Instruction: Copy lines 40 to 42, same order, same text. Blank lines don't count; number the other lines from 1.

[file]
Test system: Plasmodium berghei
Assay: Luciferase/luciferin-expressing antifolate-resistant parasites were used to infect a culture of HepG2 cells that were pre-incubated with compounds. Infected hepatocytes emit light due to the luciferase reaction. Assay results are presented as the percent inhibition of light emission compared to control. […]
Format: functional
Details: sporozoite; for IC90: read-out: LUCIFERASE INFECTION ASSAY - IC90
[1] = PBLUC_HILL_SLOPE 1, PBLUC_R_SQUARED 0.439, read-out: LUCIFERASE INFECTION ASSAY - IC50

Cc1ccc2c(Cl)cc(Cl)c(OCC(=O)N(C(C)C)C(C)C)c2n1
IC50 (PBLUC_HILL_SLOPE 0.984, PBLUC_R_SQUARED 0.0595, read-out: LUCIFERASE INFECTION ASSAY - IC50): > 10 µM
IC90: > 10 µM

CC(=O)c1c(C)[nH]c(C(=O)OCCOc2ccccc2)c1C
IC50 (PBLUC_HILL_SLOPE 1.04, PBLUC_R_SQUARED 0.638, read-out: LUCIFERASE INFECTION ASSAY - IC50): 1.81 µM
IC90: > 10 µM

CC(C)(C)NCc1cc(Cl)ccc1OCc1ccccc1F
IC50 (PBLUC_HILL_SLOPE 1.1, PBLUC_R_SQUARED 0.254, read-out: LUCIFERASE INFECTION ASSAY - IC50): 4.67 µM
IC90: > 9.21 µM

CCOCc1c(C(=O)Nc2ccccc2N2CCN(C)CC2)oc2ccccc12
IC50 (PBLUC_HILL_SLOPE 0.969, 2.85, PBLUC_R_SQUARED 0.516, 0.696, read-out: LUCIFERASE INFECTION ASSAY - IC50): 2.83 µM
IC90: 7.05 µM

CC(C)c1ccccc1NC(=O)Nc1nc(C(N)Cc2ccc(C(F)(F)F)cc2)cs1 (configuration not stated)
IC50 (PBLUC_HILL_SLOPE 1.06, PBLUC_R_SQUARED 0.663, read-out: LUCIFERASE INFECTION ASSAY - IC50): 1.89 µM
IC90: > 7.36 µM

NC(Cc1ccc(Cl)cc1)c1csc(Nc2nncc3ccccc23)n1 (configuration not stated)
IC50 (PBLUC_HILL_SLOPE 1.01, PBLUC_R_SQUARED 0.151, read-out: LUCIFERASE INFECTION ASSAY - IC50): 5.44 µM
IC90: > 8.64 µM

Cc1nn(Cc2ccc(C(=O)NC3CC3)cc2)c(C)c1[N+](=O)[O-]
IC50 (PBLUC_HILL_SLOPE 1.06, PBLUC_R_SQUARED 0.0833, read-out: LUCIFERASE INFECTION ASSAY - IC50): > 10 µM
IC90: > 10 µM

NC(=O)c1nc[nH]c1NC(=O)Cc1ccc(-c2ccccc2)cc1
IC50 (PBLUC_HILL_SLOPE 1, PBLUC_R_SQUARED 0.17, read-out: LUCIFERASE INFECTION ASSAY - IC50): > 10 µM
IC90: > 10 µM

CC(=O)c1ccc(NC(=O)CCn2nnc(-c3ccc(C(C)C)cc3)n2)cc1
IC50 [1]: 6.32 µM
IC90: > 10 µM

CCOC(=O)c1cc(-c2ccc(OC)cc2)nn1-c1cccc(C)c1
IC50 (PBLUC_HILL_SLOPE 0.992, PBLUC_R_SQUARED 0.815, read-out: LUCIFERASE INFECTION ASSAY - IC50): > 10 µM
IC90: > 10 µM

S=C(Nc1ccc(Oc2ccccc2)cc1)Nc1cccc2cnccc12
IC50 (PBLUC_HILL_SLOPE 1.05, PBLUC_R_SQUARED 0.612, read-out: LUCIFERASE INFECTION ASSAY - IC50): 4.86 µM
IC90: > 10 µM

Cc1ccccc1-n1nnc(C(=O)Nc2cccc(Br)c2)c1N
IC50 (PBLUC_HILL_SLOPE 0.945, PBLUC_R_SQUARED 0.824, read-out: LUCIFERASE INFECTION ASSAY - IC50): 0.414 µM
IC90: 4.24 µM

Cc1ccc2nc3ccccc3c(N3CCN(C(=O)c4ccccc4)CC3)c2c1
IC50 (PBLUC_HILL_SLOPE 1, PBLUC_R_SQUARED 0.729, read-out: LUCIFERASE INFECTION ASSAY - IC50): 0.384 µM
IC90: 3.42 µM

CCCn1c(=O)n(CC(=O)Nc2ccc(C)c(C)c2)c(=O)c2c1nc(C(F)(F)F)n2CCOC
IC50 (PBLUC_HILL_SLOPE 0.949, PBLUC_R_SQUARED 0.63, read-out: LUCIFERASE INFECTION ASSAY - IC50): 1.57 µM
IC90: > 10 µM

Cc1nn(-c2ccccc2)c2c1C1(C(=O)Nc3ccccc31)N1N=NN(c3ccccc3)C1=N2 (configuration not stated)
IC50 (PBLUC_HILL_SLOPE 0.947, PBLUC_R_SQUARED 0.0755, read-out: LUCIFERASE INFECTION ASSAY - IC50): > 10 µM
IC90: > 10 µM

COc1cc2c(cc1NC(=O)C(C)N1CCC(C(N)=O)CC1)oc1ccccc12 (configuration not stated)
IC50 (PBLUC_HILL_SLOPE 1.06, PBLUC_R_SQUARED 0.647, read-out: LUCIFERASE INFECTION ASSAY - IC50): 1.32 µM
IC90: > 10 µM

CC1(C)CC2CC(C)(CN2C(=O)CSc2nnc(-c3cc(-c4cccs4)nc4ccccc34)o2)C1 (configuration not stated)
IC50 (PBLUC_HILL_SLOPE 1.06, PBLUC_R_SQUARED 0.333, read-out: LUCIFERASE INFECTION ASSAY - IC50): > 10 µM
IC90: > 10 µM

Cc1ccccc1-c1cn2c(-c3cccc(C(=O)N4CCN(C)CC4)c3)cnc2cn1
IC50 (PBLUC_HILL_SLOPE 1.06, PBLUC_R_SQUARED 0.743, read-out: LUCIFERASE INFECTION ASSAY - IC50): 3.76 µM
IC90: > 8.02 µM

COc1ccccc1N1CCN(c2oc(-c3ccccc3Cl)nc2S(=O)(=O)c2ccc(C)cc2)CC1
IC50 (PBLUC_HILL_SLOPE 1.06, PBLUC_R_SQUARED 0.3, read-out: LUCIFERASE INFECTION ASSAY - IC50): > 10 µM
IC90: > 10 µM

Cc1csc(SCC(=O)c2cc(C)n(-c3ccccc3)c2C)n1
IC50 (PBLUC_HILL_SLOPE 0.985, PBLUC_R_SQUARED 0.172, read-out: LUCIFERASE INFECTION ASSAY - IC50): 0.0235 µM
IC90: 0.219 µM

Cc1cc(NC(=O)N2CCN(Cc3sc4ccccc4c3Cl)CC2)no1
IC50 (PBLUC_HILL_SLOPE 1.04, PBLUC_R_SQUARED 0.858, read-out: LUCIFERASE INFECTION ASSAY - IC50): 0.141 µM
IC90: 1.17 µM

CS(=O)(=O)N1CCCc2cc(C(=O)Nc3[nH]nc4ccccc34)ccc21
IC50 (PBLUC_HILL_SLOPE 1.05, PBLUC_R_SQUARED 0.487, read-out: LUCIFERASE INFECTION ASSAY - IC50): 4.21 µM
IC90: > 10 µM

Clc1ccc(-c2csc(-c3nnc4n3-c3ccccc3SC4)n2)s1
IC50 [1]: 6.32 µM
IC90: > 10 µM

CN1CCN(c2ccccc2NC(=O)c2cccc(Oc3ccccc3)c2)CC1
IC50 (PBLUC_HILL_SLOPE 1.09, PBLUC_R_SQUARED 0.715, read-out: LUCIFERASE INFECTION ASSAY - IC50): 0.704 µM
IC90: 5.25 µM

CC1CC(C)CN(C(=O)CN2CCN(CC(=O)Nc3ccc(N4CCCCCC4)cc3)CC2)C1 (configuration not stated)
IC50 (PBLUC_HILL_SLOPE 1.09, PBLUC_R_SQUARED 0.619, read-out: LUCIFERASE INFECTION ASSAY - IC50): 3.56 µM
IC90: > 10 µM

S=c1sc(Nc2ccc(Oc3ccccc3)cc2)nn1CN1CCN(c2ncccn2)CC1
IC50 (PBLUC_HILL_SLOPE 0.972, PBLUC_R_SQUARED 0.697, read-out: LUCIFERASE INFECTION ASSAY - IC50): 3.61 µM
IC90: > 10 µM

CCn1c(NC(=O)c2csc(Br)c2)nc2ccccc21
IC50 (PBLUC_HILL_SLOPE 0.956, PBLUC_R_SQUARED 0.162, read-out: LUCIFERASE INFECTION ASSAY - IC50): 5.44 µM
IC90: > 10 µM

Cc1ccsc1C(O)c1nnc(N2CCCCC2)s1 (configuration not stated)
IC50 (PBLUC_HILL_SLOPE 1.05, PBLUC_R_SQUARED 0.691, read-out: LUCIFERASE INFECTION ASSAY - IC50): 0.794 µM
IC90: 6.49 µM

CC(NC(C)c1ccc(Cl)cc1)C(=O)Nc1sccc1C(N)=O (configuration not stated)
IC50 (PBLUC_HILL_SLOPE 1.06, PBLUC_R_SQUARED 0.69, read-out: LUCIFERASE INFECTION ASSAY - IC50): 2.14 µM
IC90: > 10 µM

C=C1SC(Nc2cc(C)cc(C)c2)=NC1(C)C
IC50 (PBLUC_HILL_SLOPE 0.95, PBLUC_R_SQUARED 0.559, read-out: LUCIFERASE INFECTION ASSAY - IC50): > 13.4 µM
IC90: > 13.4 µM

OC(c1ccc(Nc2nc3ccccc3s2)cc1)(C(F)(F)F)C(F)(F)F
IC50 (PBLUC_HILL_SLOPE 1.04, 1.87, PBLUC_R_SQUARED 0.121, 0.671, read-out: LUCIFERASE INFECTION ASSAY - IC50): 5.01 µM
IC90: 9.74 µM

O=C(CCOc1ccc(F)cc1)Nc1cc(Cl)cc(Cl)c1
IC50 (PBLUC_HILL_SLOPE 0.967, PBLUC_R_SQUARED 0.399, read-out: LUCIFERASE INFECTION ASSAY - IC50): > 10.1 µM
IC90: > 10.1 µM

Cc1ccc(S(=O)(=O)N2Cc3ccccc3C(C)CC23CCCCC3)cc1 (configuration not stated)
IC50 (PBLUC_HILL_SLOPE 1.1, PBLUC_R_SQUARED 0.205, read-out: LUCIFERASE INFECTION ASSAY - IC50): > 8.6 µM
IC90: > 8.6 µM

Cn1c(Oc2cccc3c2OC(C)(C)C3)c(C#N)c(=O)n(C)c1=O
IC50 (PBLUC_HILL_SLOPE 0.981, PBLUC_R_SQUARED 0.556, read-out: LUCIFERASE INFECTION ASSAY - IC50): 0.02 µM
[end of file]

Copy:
IC50 (PBLUC_HILL_SLOPE 0.945, PBLUC_R_SQUARED 0.824, read-out: LUCIFERASE INFECTION ASSAY - IC50): 0.414 µM
IC90: 4.24 µM

Cc1ccc2nc3ccccc3c(N3CCN(C(=O)c4ccccc4)CC3)c2c1